Mesothelioma is recognized as a rare disease, with only about 3,000 new diagnoses each year. Malignant pleural mesothelioma, which develops in the lining of the lungs, is the most commonly diagnosed. This type accounts for about 80% or more of all mesothelioma diagnoses. Malignant peritoneal mesothelioma, which develops in the lining of the abdominal cavity, is the second-most diagnosed. Both types are considered difficult to treat and have an average prognosis of about one year.
Doctors have found rare cases where patients have developed both pleural and peritoneal mesothelioma. A new study from Columbia University investigated how co-occurring mesothelioma diagnoses impact treatment options and survival in 50 patients.
Receiving a Co-Occurring Mesothelioma Diagnosis
Research has shown co-occurring diagnoses among cancer patients is becoming more frequent. Patients may develop a secondary form of cancer or other health conditions some time after their initial diagnosis. These associated conditions may be related to factors like genetics, histology of the initial diagnosis or the treatments the patient underwent.
Studies have shown mesothelioma patients may first develop other asbestos diseases or later develop other types of cancers and health conditions. For instance, many pleural mesothelioma patients may first be diagnosed with asbestosis or pleural thickening.
Developing both pleural and peritoneal mesothelioma, however, is rare and has only been recorded in a small number of cases. For the 50 patients in this latest study, researchers noted that 52% of participants were diagnosed with a second type of mesothelioma one year after their original diagnosis. For the patients who received their second diagnosis after the one-year mark, the study found it occurred on average about 30 months after the initial diagnosis.
Based on this data, the researchers concluded that patients have the highest risk of being diagnosed with both types of mesothelioma within the first year after diagnosis.
Patients Still Eligible for Multimodal Treatment
Research has found a multimodal treatment approach is typically the most effective option to improve survival for mesothelioma patients. Studies have shown that a combination of therapies typically has better results than one treatment applied on its own.
For instance, chemotherapy applied individually has shown varied success. Some studies have found about 19% of pleural mesothelioma patients survived two years following chemotherapy treatment. Despite limited success on its own, research shows chemotherapy before surgery can extend survival to three years or more in some cases.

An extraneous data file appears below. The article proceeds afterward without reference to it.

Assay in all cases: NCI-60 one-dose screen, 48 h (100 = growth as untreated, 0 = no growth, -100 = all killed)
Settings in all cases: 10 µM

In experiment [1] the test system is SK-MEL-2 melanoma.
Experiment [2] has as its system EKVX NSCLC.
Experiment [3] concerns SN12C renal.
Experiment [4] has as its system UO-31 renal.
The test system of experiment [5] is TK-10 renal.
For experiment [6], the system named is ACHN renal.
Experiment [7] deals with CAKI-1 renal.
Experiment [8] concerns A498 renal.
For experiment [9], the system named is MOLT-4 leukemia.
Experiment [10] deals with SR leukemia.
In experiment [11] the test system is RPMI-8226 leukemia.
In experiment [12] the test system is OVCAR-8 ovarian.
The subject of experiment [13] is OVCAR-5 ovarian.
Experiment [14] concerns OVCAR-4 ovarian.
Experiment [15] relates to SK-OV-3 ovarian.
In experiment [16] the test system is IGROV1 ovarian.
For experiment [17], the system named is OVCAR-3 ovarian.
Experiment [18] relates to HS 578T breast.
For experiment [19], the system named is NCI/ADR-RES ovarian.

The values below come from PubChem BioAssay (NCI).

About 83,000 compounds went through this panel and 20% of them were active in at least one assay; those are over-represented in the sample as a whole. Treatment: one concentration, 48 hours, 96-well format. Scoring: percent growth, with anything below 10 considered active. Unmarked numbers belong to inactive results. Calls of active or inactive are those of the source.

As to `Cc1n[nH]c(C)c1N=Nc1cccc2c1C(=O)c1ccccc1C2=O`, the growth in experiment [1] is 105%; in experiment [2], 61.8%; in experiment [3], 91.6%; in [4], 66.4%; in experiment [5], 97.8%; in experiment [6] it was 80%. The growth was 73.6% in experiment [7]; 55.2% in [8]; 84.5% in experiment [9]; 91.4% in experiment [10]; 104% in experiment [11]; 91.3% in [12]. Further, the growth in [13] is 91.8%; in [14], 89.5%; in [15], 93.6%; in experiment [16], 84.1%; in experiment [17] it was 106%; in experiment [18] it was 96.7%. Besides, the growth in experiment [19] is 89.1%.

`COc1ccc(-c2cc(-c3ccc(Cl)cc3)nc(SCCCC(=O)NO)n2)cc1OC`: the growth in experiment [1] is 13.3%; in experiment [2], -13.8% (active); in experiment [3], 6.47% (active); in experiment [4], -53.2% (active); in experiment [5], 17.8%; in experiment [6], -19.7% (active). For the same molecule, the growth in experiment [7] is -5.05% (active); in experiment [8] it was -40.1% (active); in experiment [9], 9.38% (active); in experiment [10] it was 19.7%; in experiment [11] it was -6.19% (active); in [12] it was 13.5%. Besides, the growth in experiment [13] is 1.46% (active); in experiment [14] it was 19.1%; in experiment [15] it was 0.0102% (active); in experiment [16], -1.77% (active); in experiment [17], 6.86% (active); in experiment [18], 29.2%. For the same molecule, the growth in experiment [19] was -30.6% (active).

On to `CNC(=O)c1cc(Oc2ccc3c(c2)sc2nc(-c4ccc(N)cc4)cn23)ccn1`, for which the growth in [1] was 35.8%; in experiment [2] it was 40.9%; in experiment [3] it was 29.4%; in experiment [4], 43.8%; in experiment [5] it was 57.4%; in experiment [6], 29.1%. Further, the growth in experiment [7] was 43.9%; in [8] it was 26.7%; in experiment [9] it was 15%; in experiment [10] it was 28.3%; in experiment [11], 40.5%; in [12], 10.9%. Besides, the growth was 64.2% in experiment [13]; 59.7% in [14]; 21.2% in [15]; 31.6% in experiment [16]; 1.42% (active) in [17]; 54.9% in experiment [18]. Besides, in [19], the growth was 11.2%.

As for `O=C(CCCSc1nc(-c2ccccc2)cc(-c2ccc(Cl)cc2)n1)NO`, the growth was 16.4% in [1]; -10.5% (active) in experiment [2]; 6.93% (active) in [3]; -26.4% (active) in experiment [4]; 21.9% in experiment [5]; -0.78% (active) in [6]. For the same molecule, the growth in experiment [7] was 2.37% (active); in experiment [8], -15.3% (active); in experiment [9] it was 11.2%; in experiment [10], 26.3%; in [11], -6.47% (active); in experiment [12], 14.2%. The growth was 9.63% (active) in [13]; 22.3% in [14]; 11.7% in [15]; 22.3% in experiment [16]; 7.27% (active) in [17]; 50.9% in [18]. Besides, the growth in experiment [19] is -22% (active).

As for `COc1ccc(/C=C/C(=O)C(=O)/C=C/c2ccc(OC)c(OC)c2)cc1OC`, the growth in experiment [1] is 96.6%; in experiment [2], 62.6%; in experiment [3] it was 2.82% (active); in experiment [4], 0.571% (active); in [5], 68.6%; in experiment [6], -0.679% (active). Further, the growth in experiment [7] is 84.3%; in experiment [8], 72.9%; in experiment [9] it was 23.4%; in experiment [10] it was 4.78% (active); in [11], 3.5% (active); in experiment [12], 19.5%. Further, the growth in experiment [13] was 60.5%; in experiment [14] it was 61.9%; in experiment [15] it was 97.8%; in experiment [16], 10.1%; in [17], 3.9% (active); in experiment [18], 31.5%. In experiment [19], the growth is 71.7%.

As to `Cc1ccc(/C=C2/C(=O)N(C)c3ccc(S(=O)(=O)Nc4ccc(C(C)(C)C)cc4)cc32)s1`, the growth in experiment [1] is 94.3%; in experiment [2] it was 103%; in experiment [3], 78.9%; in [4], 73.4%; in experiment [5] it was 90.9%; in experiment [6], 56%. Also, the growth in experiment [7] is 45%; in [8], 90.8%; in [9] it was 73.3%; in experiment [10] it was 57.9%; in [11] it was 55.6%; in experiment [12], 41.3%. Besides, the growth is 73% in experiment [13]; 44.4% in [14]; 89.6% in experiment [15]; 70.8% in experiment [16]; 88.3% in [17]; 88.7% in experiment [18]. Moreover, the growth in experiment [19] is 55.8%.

Although multimodal treatment is preferred, it might not be an option for patients with more advanced disease. As mesothelioma metastasizes (spreads), treatment options can become more limited. Surgery, for instance, typically becomes unsafe once tumors spread beyond the original tumor location. In some cases, doctors may opt for a treatment plan focused on palliative therapies for patients with late-stage mesothelioma to relieve symptoms and improve quality of life.
A co-occurring diagnosis of pleural and peritoneal mesothelioma appears comparable to diagnosis at a more advanced stage, since the cancer is present in more organs and could metastasize more quickly. However, researchers found most of these patients can still receive multimodal treatment and prolong survival.
Treatment varied among the study participants based on their individual case, with many patients undergoing surgery and/or chemotherapy. Some participants were eligible to undergo hyperthermic intraperitoneal chemotherapy (HIPEC), a heated chemotherapy wash applied directly to the abdomen. For patients solely diagnosed with peritoneal mesothelioma, the combination treatment of HIPEC with surgery has shown a 5-year survival rate of more than 50%.
Survival in Patients with Pleural and Peritoneal Mesothelioma
A number of factors impact mesothelioma prognosis, such as mesothelioma type and cell type, stage at diagnosis and patient age and overall health. In addition to the usual factors that impact prognosis, survival in patients diagnosed with both types of mesothelioma may also be influenced by:
- The type of mesothelioma diagnosed first
- Treatments underwent before the secondary diagnosis
Researchers found patients with co-occurring mesothelioma diagnoses experienced a survival benefit after treatment comparable to those diagnosed with either pleural or peritoneal mesothelioma. Overall survival was determined based on the time from the patient’s initial diagnosis.
On average, the study found patients survived 33.9 months. Patients diagnosed with pleural mesothelioma or peritoneal mesothelioma have an average life expectancy of about six months to one year after diagnosis.
As the secondary mesothelioma diagnosis occurred 12 – 30 months after the initial diagnosis, more research is required to fully understand how co-occurring mesothelioma diagnoses influence treatment and survival.